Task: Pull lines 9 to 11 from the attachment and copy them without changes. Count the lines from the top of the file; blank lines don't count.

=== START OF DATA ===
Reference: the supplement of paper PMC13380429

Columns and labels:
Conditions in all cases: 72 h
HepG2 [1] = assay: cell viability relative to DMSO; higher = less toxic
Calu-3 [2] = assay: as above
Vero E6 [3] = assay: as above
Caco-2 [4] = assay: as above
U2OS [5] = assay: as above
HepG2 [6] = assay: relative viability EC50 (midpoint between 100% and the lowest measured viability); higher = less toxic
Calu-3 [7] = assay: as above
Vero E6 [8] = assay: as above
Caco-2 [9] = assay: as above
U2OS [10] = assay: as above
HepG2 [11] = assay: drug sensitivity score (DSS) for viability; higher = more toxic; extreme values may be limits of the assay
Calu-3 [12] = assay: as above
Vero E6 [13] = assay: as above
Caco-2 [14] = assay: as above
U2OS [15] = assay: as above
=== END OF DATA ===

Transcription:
HepG2 [6] = assay: relative viability EC50 (midpoint between 100% and the lowest measured viability); higher = less toxic
Calu-3 [7] = assay: as above
Vero E6 [8] = assay: as above